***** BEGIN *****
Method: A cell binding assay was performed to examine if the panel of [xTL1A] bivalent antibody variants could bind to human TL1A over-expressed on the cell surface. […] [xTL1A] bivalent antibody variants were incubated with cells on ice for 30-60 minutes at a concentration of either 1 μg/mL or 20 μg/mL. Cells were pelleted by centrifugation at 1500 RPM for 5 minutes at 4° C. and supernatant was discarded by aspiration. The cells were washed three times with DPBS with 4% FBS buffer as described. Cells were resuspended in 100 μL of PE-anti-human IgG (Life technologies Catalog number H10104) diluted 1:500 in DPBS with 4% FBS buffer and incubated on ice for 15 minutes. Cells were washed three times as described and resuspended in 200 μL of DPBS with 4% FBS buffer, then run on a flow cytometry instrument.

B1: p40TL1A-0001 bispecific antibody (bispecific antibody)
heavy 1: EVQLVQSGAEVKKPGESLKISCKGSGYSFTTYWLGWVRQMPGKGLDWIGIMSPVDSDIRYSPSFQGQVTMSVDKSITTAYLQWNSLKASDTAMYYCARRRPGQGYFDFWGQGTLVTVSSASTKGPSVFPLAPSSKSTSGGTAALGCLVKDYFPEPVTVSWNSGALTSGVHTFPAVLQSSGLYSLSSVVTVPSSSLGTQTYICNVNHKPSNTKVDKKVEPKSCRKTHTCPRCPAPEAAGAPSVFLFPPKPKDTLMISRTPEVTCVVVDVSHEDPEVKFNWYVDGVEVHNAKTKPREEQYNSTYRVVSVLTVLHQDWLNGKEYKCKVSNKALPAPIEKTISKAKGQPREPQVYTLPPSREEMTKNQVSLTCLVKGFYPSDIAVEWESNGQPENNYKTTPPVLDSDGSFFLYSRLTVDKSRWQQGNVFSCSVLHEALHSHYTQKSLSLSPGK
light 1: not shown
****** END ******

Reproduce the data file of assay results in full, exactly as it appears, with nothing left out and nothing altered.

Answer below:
Method: A cell binding assay was performed to examine if the panel of [xTL1A] bivalent antibody variants could bind to human TL1A over-expressed on the cell surface. […] [xTL1A] bivalent antibody variants were incubated with cells on ice for 30-60 minutes at a concentration of either 1 μg/mL or 20 μg/mL. Cells were pelleted by centrifugation at 1500 RPM for 5 minutes at 4° C. and supernatant was discarded by aspiration. The cells were washed three times with DPBS with 4% FBS buffer as described. Cells were resuspended in 100 μL of PE-anti-human IgG (Life technologies Catalog number H10104) diluted 1:500 in DPBS with 4% FBS buffer and incubated on ice for 15 minutes. Cells were washed three times as described and resuspended in 200 μL of DPBS with 4% FBS buffer, then run on a flow cytometry instrument.

B1: p40TL1A-0001 bispecific antibody (bispecific antibody)
heavy 1: EVQLVQSGAEVKKPGESLKISCKGSGYSFTTYWLGWVRQMPGKGLDWIGIMSPVDSDIRYSPSFQGQVTMSVDKSITTAYLQWNSLKASDTAMYYCARRRPGQGYFDFWGQGTLVTVSSASTKGPSVFPLAPSSKSTSGGTAALGCLVKDYFPEPVTVSWNSGALTSGVHTFPAVLQSSGLYSLSSVVTVPSSSLGTQTYICNVNHKPSNTKVDKKVEPKSCRKTHTCPRCPAPEAAGAPSVFLFPPKPKDTLMISRTPEVTCVVVDVSHEDPEVKFNWYVDGVEVHNAKTKPREEQYNSTYRVVSVLTVLHQDWLNGKEYKCKVSNKALPAPIEKTISKAKGQPREPQVYTLPPSREEMTKNQVSLTCLVKGFYPSDIAVEWESNGQPENNYKTTPPVLDSDGSFFLYSRLTVDKSRWQQGNVFSCSVLHEALHSHYTQKSLSLSPGK
light 1: not shown